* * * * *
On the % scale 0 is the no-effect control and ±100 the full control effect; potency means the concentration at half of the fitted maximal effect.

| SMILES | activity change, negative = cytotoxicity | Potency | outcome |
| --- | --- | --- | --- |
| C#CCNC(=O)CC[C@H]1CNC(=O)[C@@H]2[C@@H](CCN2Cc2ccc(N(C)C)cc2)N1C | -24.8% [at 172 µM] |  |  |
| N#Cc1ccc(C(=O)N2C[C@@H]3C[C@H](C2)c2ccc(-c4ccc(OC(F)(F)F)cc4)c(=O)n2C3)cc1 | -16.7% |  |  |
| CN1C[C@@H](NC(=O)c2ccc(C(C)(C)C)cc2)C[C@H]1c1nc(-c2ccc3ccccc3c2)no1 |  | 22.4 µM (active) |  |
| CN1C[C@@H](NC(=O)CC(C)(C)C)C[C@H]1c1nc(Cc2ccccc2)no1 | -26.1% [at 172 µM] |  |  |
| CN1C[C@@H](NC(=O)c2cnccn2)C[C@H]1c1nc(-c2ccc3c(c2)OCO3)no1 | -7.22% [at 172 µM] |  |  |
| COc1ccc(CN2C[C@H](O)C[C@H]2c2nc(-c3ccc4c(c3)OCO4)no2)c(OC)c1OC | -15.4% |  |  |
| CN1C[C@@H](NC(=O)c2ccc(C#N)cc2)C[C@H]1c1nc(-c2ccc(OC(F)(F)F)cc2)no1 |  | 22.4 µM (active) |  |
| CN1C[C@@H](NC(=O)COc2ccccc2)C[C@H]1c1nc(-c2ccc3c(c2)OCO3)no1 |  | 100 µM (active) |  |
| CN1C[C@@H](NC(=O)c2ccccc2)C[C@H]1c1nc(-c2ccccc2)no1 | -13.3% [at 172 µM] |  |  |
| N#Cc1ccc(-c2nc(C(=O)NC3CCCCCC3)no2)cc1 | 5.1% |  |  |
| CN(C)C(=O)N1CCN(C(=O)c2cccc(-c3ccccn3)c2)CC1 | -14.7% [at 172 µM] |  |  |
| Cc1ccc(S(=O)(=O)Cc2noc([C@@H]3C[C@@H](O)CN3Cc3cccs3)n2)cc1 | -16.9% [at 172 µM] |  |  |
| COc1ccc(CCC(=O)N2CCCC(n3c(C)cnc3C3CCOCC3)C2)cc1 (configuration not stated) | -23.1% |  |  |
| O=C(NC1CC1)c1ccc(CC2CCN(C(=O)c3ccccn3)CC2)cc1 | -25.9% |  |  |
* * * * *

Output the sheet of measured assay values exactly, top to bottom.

On the % scale 0 is the no-effect control and ±100 the full control effect; potency means the concentration at half of the fitted maximal effect.

| SMILES | activity change, negative = cytotoxicity | Potency | outcome |
| --- | --- | --- | --- |
| C#CCNC(=O)CC[C@H]1CNC(=O)[C@@H]2[C@@H](CCN2Cc2ccc(N(C)C)cc2)N1C | -24.8% [at 172 µM] |  |  |
| N#Cc1ccc(C(=O)N2C[C@@H]3C[C@H](C2)c2ccc(-c4ccc(OC(F)(F)F)cc4)c(=O)n2C3)cc1 | -16.7% |  |  |
| CN1C[C@@H](NC(=O)c2ccc(C(C)(C)C)cc2)C[C@H]1c1nc(-c2ccc3ccccc3c2)no1 |  | 22.4 µM (active) |  |
| CN1C[C@@H](NC(=O)CC(C)(C)C)C[C@H]1c1nc(Cc2ccccc2)no1 | -26.1% [at 172 µM] |  |  |
| CN1C[C@@H](NC(=O)c2cnccn2)C[C@H]1c1nc(-c2ccc3c(c2)OCO3)no1 | -7.22% [at 172 µM] |  |  |
| COc1ccc(CN2C[C@H](O)C[C@H]2c2nc(-c3ccc4c(c3)OCO4)no2)c(OC)c1OC | -15.4% |  |  |
| CN1C[C@@H](NC(=O)c2ccc(C#N)cc2)C[C@H]1c1nc(-c2ccc(OC(F)(F)F)cc2)no1 |  | 22.4 µM (active) |  |
| CN1C[C@@H](NC(=O)COc2ccccc2)C[C@H]1c1nc(-c2ccc3c(c2)OCO3)no1 |  | 100 µM (active) |  |
| CN1C[C@@H](NC(=O)c2ccccc2)C[C@H]1c1nc(-c2ccccc2)no1 | -13.3% [at 172 µM] |  |  |
| N#Cc1ccc(-c2nc(C(=O)NC3CCCCCC3)no2)cc1 | 5.1% |  |  |
| CN(C)C(=O)N1CCN(C(=O)c2cccc(-c3ccccn3)c2)CC1 | -14.7% [at 172 µM] |  |  |
| Cc1ccc(S(=O)(=O)Cc2noc([C@@H]3C[C@@H](O)CN3Cc3cccs3)n2)cc1 | -16.9% [at 172 µM] |  |  |
| COc1ccc(CCC(=O)N2CCCC(n3c(C)cnc3C3CCOCC3)C2)cc1 (configuration not stated) | -23.1% |  |  |
| O=C(NC1CC1)c1ccc(CC2CCN(C(=O)c3ccccn3)CC2)cc1 | -25.9% |  |  |